At the higher end of the price range, at around $250 per month, you may have a real-time one-on-one training session or access to prerecorded or live fitness classes. You may also receive additional training or nutrition coaching based on your goals.
Here are some nuggets of advice if you fall into one or more of the following groups and are looking for an online trainer:
Women’s bodies are different from men’s and thus require a different approach. A trainer who is a woman can bring personal experience to the training sessions, but trainers of any gender can offer great training for women.
A trainer who specializes in working with women may create training plans based on a woman’s body rather than going with a more generalized approach.
If you’re a competitive athlete — whether high school, collegiate, or professional — you likely want to focus on performance.
Online personal trainers with credentials in exercise science or additional training in conditioning, strength training, or corrective/recovery training are all good options. A trainer who also works as a running or power and conditioning coach can help improve performance too.
If you’re a beginner, you can skip highly specialized (and higher-priced) personal trainers. You don’t need someone who can shave seconds off your 10K time.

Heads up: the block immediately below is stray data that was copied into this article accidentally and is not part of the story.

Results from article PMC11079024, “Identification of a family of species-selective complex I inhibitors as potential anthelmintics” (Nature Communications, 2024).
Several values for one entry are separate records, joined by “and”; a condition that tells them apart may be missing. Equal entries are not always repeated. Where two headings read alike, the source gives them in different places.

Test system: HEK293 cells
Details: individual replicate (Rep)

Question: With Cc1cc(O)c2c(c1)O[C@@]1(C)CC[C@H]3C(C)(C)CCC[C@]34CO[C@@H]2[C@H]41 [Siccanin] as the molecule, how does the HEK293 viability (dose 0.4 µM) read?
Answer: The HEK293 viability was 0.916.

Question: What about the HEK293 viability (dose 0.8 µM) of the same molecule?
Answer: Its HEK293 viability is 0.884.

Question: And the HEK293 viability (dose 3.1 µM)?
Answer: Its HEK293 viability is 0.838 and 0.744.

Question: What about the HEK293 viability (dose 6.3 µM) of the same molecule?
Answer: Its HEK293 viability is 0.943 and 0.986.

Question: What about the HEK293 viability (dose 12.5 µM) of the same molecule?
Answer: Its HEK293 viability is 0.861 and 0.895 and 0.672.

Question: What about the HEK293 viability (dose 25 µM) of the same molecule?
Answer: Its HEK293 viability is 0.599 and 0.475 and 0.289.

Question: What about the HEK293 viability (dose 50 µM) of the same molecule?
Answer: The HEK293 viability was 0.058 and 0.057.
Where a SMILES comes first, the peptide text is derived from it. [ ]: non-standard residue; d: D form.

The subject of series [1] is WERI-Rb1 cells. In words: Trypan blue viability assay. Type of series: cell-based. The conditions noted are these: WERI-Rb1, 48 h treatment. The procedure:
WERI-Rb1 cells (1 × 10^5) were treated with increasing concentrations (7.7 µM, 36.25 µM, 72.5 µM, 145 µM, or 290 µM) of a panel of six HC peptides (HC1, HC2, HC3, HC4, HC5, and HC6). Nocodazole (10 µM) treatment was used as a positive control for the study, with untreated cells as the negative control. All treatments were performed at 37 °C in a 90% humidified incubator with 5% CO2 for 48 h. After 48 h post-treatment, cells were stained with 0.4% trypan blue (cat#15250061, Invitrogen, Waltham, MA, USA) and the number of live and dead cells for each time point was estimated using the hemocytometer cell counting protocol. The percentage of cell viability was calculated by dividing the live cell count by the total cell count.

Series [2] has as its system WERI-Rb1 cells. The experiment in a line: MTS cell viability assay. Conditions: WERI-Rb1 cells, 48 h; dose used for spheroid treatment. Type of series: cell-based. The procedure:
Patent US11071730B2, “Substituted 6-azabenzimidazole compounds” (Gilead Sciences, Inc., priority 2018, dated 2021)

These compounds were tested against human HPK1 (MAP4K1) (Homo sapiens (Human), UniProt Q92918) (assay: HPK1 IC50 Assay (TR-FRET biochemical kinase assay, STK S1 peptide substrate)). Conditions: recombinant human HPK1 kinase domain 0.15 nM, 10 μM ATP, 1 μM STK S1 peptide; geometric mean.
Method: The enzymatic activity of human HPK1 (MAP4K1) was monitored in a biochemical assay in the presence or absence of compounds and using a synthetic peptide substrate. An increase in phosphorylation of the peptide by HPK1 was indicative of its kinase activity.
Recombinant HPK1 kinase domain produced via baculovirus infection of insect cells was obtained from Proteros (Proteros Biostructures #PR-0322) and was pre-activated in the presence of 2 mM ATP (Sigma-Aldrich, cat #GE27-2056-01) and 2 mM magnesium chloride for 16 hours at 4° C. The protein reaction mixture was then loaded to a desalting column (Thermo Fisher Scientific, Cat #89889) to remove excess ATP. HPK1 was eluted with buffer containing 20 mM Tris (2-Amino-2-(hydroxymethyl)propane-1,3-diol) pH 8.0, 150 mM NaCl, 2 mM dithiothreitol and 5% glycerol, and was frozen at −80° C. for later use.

Look for an online personal trainer who has experience working with older adults or specializes in this age group.
Older adults may have medical conditions such as high blood pressure, osteoporosis, or arthritis that require special consideration. These trainers will likely focus on balance, flexibility, and muscle tone (all areas that deteriorate with age).
Pre- and postnatal people
Your body goes through some serious transformations during and after pregnancy. Online personal trainers who specialize in working with women may offer pre- and postnatal services, or you can find personal trainers who work only with pre- and postnatal people.
When designing workout plans, these trainers consider issues like diastasis recti (a gap in the abs that can result from pregnancy), the physical limitations of a cesarean delivery, and the continued flexibility in the ligaments and joints (thank you, pregnancy hormones).
While teens’ bodies are rapidly changing and developing, it’s still possible to meet some fitness goals in this stage of life.
An online personal trainer who connects with teens and focuses on appreciating the body in a healthy way can do wonders for a teen’s confidence. However, a teen may need to try a few different options before they click with a trainer’s personality and training style.
Online personal trainers can be an affordable, easily accessible option if you want personalized training and prefer a virtual experience. You can train at home or while traveling and get fitness tips and support when you need it.
While they’re not the least expensive way to stay fit, they are one of the most economical options for personalized feedback, encouragement, and coaching.